Natural Gas: The Numbers Also Tell A Tale Of Switching

| About: The United (UNG)

It's incredibly hard to convince someone that doesn't want to believe in something. Especially - and there are studies on this - someone that has already stated his opinion publicly. But it's not for lack of trying. Over the last week I've shown perhaps a dozen executives in the power (NYSEARCA:XLU) industry, coal (NYSEARCA:KOL) industry and natural gas (NYSEARCA:UNG) industry saying the same thing - that there's dispatch switching from coal to natural gas going on. We've also seen how EIA continues to report huge natural gas consumption growth rates for power generation, as well as concurrent drops in coal usage for the same purpose.

Using the numbers from EIA's "Electric Power Monthly" for February 2012, I'm going to take another shot showing the switch, this time using a favorite of the other side: the scatter plot.

First off, I need to caution that the numbers I'll be using are averages. These are of limited use in trying to prove anything. Each power plant has its own costs for obtaining natural gas or coal, its own heat rates, its own characteristics and operational constraints. But still, since the averages for the entire census divisions already paint a clear picture, I'll use them.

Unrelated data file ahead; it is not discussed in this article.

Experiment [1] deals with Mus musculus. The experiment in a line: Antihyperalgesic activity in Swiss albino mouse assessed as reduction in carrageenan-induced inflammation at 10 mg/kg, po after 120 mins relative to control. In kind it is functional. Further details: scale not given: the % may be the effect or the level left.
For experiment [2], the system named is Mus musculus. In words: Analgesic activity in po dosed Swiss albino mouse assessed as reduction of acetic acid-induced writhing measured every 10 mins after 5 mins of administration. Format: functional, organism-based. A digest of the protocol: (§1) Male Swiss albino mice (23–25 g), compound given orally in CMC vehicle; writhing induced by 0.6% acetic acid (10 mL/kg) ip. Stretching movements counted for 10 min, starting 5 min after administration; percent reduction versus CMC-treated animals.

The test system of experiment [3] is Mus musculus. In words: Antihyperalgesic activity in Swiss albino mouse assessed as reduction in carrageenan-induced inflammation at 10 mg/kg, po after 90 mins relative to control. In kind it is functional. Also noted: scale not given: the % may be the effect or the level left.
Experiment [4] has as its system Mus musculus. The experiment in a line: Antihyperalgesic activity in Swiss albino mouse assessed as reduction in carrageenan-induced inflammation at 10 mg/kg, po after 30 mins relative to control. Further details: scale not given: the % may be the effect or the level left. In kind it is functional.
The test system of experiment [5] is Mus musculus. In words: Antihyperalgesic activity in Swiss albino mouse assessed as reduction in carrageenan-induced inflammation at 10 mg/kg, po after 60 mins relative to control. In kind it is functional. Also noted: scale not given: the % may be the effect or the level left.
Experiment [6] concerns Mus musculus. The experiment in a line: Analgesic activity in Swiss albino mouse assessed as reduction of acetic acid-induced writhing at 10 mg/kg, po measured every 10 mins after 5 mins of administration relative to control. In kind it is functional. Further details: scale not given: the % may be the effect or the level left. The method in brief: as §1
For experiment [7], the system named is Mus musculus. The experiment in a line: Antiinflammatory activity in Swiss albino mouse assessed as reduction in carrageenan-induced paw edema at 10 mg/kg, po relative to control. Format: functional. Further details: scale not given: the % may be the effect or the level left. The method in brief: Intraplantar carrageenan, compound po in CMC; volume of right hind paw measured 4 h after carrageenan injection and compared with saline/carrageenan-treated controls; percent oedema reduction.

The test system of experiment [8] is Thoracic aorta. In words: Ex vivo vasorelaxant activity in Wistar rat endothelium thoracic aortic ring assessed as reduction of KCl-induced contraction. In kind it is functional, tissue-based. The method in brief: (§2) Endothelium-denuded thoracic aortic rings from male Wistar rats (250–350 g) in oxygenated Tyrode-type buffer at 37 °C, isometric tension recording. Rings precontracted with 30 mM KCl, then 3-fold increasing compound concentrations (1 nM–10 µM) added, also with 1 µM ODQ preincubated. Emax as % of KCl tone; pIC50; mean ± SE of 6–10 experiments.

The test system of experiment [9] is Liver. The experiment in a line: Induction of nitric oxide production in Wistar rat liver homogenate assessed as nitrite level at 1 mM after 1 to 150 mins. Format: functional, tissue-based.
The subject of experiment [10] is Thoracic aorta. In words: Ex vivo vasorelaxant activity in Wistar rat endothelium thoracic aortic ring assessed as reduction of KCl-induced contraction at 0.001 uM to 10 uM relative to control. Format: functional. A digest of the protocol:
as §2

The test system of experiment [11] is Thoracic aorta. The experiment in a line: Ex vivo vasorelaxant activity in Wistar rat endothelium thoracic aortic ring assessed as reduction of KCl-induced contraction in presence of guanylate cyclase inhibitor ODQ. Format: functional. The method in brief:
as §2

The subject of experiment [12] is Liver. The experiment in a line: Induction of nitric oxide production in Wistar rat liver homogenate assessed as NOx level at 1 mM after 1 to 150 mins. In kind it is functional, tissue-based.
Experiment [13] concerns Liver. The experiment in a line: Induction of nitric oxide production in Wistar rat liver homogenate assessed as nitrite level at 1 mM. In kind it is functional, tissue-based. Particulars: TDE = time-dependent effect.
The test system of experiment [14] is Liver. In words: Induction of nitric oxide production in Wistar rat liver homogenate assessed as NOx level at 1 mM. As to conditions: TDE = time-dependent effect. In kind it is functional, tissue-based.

Basically in the X-axis we'll have the drop in coal consumption for power generation that took place during February 2012, versus February 2011. And in the Y-axis we'll have a ratio between the average cost of coal per BTU divided by the cost of natural gas per BTU for each census division. This will mean that the higher this ratio, the more expensive coal is versus natural gas. The values themselves are somewhat meaningless because they don't take into account the heat rates of the generators, and once again, they're averages. But still, this is what we get:

(Click to enlarge)Click to enlarge

(Click to enlarge)Click to enlarge

Again, the picture is what we expected in a scenario of dispatch switching. The higher the relative cost of coal, the larger the consumption drops it saw. The lower the relative cost of coal, the smaller the consumption drop it saw.

In no way am I saying that this is conclusive proof - for that, all we'd need was the word of every executive in the industry - but at least this chart might calm the concerns of those for whom only some kind of quantification can bring about peace of mind.

Finally, I must say that this process, the dispatch switching that's taking place, is hugely massive. One cannot ignore it and dismiss it. It single-handedly gave us a chance for natural gas to go up in price even during 2012 and even against record inventory levels at the entry of the injection season. Barring a mild summer, this effect all by itself should be enough to burn off the excess of natural gas, and should provide even higher prices than those existing today, in the next few months.

Disclosure: I have no positions in any stocks mentioned, and no plans to initiate any positions within the next 72 hours.

Additional disclosure: I am long call options on Oct $2.5 natural gas futures.